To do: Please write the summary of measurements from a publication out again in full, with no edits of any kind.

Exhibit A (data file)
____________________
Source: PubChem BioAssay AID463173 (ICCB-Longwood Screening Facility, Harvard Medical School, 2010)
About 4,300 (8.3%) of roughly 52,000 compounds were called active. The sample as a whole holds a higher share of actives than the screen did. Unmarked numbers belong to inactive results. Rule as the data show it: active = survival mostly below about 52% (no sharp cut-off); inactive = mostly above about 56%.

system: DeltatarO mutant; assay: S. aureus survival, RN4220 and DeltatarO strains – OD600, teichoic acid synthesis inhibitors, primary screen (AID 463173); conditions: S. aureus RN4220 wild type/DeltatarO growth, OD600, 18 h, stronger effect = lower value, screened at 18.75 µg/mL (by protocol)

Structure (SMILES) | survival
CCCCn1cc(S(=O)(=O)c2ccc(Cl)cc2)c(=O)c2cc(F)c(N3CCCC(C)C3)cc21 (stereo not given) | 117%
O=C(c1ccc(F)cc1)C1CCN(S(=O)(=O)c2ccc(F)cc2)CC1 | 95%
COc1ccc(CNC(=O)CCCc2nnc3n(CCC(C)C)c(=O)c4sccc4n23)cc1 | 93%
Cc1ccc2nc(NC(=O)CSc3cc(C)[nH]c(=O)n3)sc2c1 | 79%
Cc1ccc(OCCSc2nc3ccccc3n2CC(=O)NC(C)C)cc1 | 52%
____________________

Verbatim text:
Source: PubChem BioAssay AID463173 (ICCB-Longwood Screening Facility, Harvard Medical School, 2010)
About 4,300 (8.3%) of roughly 52,000 compounds were called active. The sample as a whole holds a higher share of actives than the screen did. Unmarked numbers belong to inactive results. Rule as the data show it: active = survival mostly below about 52% (no sharp cut-off); inactive = mostly above about 56%.

system: DeltatarO mutant; assay: S. aureus survival, RN4220 and DeltatarO strains – OD600, teichoic acid synthesis inhibitors, primary screen (AID 463173); conditions: S. aureus RN4220 wild type/DeltatarO growth, OD600, 18 h, stronger effect = lower value, screened at 18.75 µg/mL (by protocol)

Structure (SMILES) | survival
CCCCn1cc(S(=O)(=O)c2ccc(Cl)cc2)c(=O)c2cc(F)c(N3CCCC(C)C3)cc21 (stereo not given) | 117%
O=C(c1ccc(F)cc1)C1CCN(S(=O)(=O)c2ccc(F)cc2)CC1 | 95%
COc1ccc(CNC(=O)CCCc2nnc3n(CCC(C)C)c(=O)c4sccc4n23)cc1 | 93%
Cc1ccc2nc(NC(=O)CSc3cc(C)[nH]c(=O)n3)sc2c1 | 79%
Cc1ccc(OCCSc2nc3ccccc3n2CC(=O)NC(C)C)cc1 | 52%